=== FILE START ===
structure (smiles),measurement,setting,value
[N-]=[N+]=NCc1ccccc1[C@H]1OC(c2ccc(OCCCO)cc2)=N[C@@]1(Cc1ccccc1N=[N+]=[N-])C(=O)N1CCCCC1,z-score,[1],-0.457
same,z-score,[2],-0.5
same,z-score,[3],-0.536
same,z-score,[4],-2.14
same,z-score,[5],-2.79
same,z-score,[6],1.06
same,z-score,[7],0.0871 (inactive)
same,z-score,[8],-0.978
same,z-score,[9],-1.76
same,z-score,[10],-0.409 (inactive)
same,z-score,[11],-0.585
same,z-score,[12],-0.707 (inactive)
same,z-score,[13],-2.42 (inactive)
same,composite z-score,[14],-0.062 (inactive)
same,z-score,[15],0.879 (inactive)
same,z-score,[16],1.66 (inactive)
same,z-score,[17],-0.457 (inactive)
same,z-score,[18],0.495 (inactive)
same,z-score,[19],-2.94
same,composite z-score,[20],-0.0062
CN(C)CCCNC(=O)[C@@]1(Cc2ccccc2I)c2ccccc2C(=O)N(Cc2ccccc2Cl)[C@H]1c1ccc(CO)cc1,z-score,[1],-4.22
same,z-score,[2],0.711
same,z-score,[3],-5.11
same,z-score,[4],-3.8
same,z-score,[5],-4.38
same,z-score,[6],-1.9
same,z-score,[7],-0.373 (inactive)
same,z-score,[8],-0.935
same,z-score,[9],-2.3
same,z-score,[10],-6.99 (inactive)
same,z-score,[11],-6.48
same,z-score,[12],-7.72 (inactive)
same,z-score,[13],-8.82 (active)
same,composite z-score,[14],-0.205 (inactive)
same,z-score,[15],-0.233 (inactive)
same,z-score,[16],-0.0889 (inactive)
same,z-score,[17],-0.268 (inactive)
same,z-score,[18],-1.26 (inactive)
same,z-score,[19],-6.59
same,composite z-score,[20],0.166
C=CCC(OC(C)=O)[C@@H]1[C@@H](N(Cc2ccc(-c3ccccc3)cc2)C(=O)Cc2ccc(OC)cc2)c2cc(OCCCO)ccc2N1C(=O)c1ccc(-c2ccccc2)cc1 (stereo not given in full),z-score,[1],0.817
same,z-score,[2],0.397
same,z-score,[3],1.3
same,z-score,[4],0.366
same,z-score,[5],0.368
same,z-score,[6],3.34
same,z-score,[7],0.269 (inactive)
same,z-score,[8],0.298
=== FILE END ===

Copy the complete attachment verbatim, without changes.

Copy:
structure (smiles),measurement,setting,value
[N-]=[N+]=NCc1ccccc1[C@H]1OC(c2ccc(OCCCO)cc2)=N[C@@]1(Cc1ccccc1N=[N+]=[N-])C(=O)N1CCCCC1,z-score,[1],-0.457
same,z-score,[2],-0.5
same,z-score,[3],-0.536
same,z-score,[4],-2.14
same,z-score,[5],-2.79
same,z-score,[6],1.06
same,z-score,[7],0.0871 (inactive)
same,z-score,[8],-0.978
same,z-score,[9],-1.76
same,z-score,[10],-0.409 (inactive)
same,z-score,[11],-0.585
same,z-score,[12],-0.707 (inactive)
same,z-score,[13],-2.42 (inactive)
same,composite z-score,[14],-0.062 (inactive)
same,z-score,[15],0.879 (inactive)
same,z-score,[16],1.66 (inactive)
same,z-score,[17],-0.457 (inactive)
same,z-score,[18],0.495 (inactive)
same,z-score,[19],-2.94
same,composite z-score,[20],-0.0062
CN(C)CCCNC(=O)[C@@]1(Cc2ccccc2I)c2ccccc2C(=O)N(Cc2ccccc2Cl)[C@H]1c1ccc(CO)cc1,z-score,[1],-4.22
same,z-score,[2],0.711
same,z-score,[3],-5.11
same,z-score,[4],-3.8
same,z-score,[5],-4.38
same,z-score,[6],-1.9
same,z-score,[7],-0.373 (inactive)
same,z-score,[8],-0.935
same,z-score,[9],-2.3
same,z-score,[10],-6.99 (inactive)
same,z-score,[11],-6.48
same,z-score,[12],-7.72 (inactive)
same,z-score,[13],-8.82 (active)
same,composite z-score,[14],-0.205 (inactive)
same,z-score,[15],-0.233 (inactive)
same,z-score,[16],-0.0889 (inactive)
same,z-score,[17],-0.268 (inactive)
same,z-score,[18],-1.26 (inactive)
same,z-score,[19],-6.59
same,composite z-score,[20],0.166
C=CCC(OC(C)=O)[C@@H]1[C@@H](N(Cc2ccc(-c3ccccc3)cc2)C(=O)Cc2ccc(OC)cc2)c2cc(OCCCO)ccc2N1C(=O)c1ccc(-c2ccccc2)cc1 (stereo not given in full),z-score,[1],0.817
same,z-score,[2],0.397
same,z-score,[3],1.3
same,z-score,[4],0.366
same,z-score,[5],0.368
same,z-score,[6],3.34
same,z-score,[7],0.269 (inactive)
same,z-score,[8],0.298